The Groper supports speech development in young children who have lost maxillary anterior teeth. Because the tongue uses the lingual sides of these teeth for certain phonic sounds such as “s,” “z,” and “th,” the absence of these teeth often results in improper speech.(3) While one study found that early loss of incisors had no long-term effects on speech, most dentists consider the Groper helpful in that it allows a child to communicate as he or she did before the tooth loss, which reduces frustration.(4)

Using a space maintainer such as the Groper also prevents improper tongue function. Leaving the space open, patients cannot create proper suction for swallowing and speech, so they compensate with tongue thrusting. This can lead to anterior open bites and a narrowing of the upper arch.

Another big advantage of the Groper is the social and emotional impact that a partial bridge can provide a child. Children, even those of preschool age, are aware of their appearance and can feel embarrassed or self-conscious about gaps that may last for several years until the adult teeth erupt. It’s important to choose a Groper appliance that features fully functional, realistic-looking teeth.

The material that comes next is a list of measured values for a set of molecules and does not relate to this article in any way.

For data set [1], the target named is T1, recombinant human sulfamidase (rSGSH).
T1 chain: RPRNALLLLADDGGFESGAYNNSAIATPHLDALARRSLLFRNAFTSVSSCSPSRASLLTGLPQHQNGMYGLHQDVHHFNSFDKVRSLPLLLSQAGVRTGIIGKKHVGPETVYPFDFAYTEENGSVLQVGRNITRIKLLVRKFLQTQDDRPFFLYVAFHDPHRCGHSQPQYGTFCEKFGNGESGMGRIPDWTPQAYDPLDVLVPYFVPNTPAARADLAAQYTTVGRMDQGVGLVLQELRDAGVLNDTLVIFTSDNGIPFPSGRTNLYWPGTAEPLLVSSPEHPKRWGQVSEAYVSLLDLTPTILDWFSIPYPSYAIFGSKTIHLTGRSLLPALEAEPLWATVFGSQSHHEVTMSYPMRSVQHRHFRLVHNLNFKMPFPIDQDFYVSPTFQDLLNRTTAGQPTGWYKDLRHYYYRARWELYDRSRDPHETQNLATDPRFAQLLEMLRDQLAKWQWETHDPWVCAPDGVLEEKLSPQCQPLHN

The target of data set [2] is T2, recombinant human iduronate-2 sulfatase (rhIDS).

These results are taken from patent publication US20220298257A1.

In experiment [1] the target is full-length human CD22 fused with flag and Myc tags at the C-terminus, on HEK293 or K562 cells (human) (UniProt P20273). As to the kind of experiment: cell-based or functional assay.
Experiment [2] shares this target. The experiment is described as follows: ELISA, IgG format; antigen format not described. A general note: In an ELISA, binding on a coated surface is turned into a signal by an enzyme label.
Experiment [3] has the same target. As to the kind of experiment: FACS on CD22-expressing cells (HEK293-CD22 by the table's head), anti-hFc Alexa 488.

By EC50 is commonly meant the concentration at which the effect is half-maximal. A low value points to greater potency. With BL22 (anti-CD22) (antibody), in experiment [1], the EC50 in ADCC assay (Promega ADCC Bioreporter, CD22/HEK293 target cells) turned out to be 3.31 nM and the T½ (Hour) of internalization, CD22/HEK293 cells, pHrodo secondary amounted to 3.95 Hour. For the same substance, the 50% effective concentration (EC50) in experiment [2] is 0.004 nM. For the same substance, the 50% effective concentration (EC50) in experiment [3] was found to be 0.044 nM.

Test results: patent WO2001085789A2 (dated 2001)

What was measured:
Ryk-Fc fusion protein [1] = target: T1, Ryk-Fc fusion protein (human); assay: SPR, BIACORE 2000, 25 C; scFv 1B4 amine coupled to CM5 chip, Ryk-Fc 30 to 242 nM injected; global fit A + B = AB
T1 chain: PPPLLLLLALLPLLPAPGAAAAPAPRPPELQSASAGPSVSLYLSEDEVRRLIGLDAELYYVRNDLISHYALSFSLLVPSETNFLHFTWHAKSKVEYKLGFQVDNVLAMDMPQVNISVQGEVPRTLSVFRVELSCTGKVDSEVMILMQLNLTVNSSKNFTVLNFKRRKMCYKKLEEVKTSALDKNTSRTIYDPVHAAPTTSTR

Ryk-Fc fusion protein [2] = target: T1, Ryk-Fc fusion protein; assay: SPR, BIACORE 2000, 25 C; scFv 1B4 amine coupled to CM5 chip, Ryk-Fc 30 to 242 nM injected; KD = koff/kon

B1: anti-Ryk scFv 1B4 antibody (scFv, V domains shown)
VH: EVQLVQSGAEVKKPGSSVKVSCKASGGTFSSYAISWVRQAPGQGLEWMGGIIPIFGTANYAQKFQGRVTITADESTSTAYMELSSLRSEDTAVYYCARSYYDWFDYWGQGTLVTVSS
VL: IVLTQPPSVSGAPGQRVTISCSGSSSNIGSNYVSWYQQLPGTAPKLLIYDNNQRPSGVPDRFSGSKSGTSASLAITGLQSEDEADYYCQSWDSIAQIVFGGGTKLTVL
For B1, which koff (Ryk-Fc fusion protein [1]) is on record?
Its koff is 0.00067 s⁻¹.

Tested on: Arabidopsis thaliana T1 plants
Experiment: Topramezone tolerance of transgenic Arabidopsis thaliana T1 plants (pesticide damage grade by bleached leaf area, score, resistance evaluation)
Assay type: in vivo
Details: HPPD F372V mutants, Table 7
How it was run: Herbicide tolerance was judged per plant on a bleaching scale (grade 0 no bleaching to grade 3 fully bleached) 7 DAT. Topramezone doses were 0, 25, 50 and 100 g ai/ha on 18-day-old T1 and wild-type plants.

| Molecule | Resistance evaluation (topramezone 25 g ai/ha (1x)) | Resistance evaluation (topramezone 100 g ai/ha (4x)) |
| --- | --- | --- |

Acrylic resin is the preferable material over a composite because the teeth will not stain. In addition, the acrylic resin teeth are available in all shades on the Universal Shade Guide so they can be matched to a child’s natural teeth.

A broken imitation Groper.

What’s a true Groper and how is it different?
The original or true Groper is a durable, fixed appliance designed to last until a child’s adult teeth begin to erupt. This might mean as many as two or three years, depending on the age of the child when he or she was first fitted with this custom appliance. The strength and durability of the appliance is due to its construction—each prosthetic tooth is individually attached to a metal pad that is laser welded to the palatal wire.

Some of the pseudo versions that are being labeled Groper are much less durable than a true Groper because they do not feature the pads. Instead, the appliance is simply fabricated with a wire that is adhered to the back of the prosthetic teeth. This type of appliance breaks easily, sometimes after as few as two months of use..